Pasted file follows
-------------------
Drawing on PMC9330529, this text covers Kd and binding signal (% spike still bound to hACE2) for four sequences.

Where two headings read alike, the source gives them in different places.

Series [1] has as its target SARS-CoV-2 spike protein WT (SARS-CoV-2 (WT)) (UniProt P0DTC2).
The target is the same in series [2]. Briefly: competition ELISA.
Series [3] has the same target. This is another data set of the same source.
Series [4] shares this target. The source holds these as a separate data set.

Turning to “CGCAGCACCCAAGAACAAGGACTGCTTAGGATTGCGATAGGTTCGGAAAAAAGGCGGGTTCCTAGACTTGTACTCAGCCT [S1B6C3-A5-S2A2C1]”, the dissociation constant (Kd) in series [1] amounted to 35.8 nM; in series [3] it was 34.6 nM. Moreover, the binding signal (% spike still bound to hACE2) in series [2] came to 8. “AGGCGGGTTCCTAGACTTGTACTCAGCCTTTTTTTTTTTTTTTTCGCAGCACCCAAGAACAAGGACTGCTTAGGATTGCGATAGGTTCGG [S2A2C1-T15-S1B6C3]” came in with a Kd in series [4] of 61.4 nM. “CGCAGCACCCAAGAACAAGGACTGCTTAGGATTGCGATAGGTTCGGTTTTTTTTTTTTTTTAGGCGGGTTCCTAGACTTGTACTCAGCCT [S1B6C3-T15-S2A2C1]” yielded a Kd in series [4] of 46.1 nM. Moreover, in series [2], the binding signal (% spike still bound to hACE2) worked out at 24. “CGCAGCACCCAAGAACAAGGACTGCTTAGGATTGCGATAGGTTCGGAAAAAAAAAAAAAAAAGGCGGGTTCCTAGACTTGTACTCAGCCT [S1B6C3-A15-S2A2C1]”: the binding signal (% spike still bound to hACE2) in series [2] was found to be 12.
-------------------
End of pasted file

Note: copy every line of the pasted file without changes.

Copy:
Drawing on PMC9330529, this text covers Kd and binding signal (% spike still bound to hACE2) for four sequences.

Where two headings read alike, the source gives them in different places.

Series [1] has as its target SARS-CoV-2 spike protein WT (SARS-CoV-2 (WT)) (UniProt P0DTC2).
The target is the same in series [2]. Briefly: competition ELISA.
Series [3] has the same target. This is another data set of the same source.
Series [4] shares this target. The source holds these as a separate data set.

Turning to “CGCAGCACCCAAGAACAAGGACTGCTTAGGATTGCGATAGGTTCGGAAAAAAGGCGGGTTCCTAGACTTGTACTCAGCCT [S1B6C3-A5-S2A2C1]”, the dissociation constant (Kd) in series [1] amounted to 35.8 nM; in series [3] it was 34.6 nM. Moreover, the binding signal (% spike still bound to hACE2) in series [2] came to 8. “AGGCGGGTTCCTAGACTTGTACTCAGCCTTTTTTTTTTTTTTTTCGCAGCACCCAAGAACAAGGACTGCTTAGGATTGCGATAGGTTCGG [S2A2C1-T15-S1B6C3]” came in with a Kd in series [4] of 61.4 nM. “CGCAGCACCCAAGAACAAGGACTGCTTAGGATTGCGATAGGTTCGGTTTTTTTTTTTTTTTAGGCGGGTTCCTAGACTTGTACTCAGCCT [S1B6C3-T15-S2A2C1]” yielded a Kd in series [4] of 46.1 nM. Moreover, in series [2], the binding signal (% spike still bound to hACE2) worked out at 24. “CGCAGCACCCAAGAACAAGGACTGCTTAGGATTGCGATAGGTTCGGAAAAAAAAAAAAAAAAGGCGGGTTCCTAGACTTGTACTCAGCCT [S1B6C3-A15-S2A2C1]”: the binding signal (% spike still bound to hACE2) in series [2] was found to be 12.